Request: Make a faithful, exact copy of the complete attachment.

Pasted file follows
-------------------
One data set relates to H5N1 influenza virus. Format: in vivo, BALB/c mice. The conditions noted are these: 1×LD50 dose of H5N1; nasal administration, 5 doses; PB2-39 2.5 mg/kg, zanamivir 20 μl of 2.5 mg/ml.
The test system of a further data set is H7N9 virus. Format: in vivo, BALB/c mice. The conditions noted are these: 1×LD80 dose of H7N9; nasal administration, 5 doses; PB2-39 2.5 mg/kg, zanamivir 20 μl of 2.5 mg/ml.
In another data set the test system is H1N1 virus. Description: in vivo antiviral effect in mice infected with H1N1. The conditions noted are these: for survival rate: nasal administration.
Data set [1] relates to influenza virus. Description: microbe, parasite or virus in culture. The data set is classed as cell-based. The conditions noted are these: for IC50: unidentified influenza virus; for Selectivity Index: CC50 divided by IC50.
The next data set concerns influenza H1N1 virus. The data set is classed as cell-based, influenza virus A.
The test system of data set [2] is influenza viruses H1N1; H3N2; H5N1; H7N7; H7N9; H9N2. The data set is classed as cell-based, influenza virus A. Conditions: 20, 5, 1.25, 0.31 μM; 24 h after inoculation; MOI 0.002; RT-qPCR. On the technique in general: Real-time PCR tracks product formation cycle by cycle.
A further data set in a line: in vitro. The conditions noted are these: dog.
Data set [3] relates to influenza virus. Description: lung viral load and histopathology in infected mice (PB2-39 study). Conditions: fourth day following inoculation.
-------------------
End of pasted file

One data set relates to H5N1 influenza virus. Format: in vivo, BALB/c mice. The conditions noted are these: 1×LD50 dose of H5N1; nasal administration, 5 doses; PB2-39 2.5 mg/kg, zanamivir 20 μl of 2.5 mg/ml.
The test system of a further data set is H7N9 virus. Format: in vivo, BALB/c mice. The conditions noted are these: 1×LD80 dose of H7N9; nasal administration, 5 doses; PB2-39 2.5 mg/kg, zanamivir 20 μl of 2.5 mg/ml.
In another data set the test system is H1N1 virus. Description: in vivo antiviral effect in mice infected with H1N1. The conditions noted are these: for survival rate: nasal administration.
Data set [1] relates to influenza virus. Description: microbe, parasite or virus in culture. The data set is classed as cell-based. The conditions noted are these: for IC50: unidentified influenza virus; for Selectivity Index: CC50 divided by IC50.
The next data set concerns influenza H1N1 virus. The data set is classed as cell-based, influenza virus A.
The test system of data set [2] is influenza viruses H1N1; H3N2; H5N1; H7N7; H7N9; H9N2. The data set is classed as cell-based, influenza virus A. Conditions: 20, 5, 1.25, 0.31 μM; 24 h after inoculation; MOI 0.002; RT-qPCR. On the technique in general: Real-time PCR tracks product formation cycle by cycle.
A further data set in a line: in vitro. The conditions noted are these: dog.
Data set [3] relates to influenza virus. Description: lung viral load and histopathology in infected mice (PB2-39 study). Conditions: fourth day following inoculation.